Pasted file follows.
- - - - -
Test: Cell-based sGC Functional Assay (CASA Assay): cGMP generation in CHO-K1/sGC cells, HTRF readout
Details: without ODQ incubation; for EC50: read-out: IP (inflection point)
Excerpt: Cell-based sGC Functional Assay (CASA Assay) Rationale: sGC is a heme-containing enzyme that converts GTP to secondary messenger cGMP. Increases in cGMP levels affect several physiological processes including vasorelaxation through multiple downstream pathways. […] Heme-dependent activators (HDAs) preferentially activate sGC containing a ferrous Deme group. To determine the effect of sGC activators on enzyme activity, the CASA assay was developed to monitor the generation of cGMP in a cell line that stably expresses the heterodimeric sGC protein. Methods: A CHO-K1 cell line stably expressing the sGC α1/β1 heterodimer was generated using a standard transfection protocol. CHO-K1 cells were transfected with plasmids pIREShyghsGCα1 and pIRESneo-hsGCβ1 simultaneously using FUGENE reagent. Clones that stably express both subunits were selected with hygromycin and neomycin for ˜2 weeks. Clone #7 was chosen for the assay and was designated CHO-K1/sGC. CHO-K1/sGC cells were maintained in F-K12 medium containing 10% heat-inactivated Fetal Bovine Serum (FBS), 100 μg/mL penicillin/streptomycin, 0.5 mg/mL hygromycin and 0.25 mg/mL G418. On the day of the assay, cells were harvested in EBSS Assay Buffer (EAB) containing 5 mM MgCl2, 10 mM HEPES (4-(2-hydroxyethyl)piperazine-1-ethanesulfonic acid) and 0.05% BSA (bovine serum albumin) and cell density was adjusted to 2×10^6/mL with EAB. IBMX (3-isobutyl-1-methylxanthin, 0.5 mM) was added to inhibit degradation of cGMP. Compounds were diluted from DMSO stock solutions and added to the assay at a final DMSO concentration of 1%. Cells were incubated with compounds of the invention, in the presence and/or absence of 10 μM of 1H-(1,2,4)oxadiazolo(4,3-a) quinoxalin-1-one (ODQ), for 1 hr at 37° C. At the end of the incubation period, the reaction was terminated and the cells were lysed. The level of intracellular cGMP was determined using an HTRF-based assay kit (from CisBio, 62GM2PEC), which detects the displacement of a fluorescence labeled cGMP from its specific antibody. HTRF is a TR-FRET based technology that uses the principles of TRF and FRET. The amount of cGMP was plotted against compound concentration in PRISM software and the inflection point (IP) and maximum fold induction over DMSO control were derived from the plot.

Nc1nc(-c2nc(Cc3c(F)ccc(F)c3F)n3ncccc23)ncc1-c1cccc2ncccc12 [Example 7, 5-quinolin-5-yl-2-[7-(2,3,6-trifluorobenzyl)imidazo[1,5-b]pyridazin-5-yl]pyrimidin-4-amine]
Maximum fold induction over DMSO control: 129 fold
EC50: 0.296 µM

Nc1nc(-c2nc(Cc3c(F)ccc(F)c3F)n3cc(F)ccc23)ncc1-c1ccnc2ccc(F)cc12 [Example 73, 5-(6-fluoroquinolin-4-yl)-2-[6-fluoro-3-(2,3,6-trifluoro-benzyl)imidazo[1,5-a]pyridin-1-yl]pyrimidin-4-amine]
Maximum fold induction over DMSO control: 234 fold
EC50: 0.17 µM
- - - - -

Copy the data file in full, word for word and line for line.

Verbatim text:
Test: Cell-based sGC Functional Assay (CASA Assay): cGMP generation in CHO-K1/sGC cells, HTRF readout
Details: without ODQ incubation; for EC50: read-out: IP (inflection point)
Excerpt: Cell-based sGC Functional Assay (CASA Assay) Rationale: sGC is a heme-containing enzyme that converts GTP to secondary messenger cGMP. Increases in cGMP levels affect several physiological processes including vasorelaxation through multiple downstream pathways. […] Heme-dependent activators (HDAs) preferentially activate sGC containing a ferrous Deme group. To determine the effect of sGC activators on enzyme activity, the CASA assay was developed to monitor the generation of cGMP in a cell line that stably expresses the heterodimeric sGC protein. Methods: A CHO-K1 cell line stably expressing the sGC α1/β1 heterodimer was generated using a standard transfection protocol. CHO-K1 cells were transfected with plasmids pIREShyghsGCα1 and pIRESneo-hsGCβ1 simultaneously using FUGENE reagent. Clones that stably express both subunits were selected with hygromycin and neomycin for ˜2 weeks. Clone #7 was chosen for the assay and was designated CHO-K1/sGC. CHO-K1/sGC cells were maintained in F-K12 medium containing 10% heat-inactivated Fetal Bovine Serum (FBS), 100 μg/mL penicillin/streptomycin, 0.5 mg/mL hygromycin and 0.25 mg/mL G418. On the day of the assay, cells were harvested in EBSS Assay Buffer (EAB) containing 5 mM MgCl2, 10 mM HEPES (4-(2-hydroxyethyl)piperazine-1-ethanesulfonic acid) and 0.05% BSA (bovine serum albumin) and cell density was adjusted to 2×10^6/mL with EAB. IBMX (3-isobutyl-1-methylxanthin, 0.5 mM) was added to inhibit degradation of cGMP. Compounds were diluted from DMSO stock solutions and added to the assay at a final DMSO concentration of 1%. Cells were incubated with compounds of the invention, in the presence and/or absence of 10 μM of 1H-(1,2,4)oxadiazolo(4,3-a) quinoxalin-1-one (ODQ), for 1 hr at 37° C. At the end of the incubation period, the reaction was terminated and the cells were lysed. The level of intracellular cGMP was determined using an HTRF-based assay kit (from CisBio, 62GM2PEC), which detects the displacement of a fluorescence labeled cGMP from its specific antibody. HTRF is a TR-FRET based technology that uses the principles of TRF and FRET. The amount of cGMP was plotted against compound concentration in PRISM software and the inflection point (IP) and maximum fold induction over DMSO control were derived from the plot.

Nc1nc(-c2nc(Cc3c(F)ccc(F)c3F)n3ncccc23)ncc1-c1cccc2ncccc12 [Example 7, 5-quinolin-5-yl-2-[7-(2,3,6-trifluorobenzyl)imidazo[1,5-b]pyridazin-5-yl]pyrimidin-4-amine]
Maximum fold induction over DMSO control: 129 fold
EC50: 0.296 µM

Nc1nc(-c2nc(Cc3c(F)ccc(F)c3F)n3cc(F)ccc23)ncc1-c1ccnc2ccc(F)cc12 [Example 73, 5-(6-fluoroquinolin-4-yl)-2-[6-fluoro-3-(2,3,6-trifluoro-benzyl)imidazo[1,5-a]pyridin-1-yl]pyrimidin-4-amine]
Maximum fold induction over DMSO control: 234 fold
EC50: 0.17 µM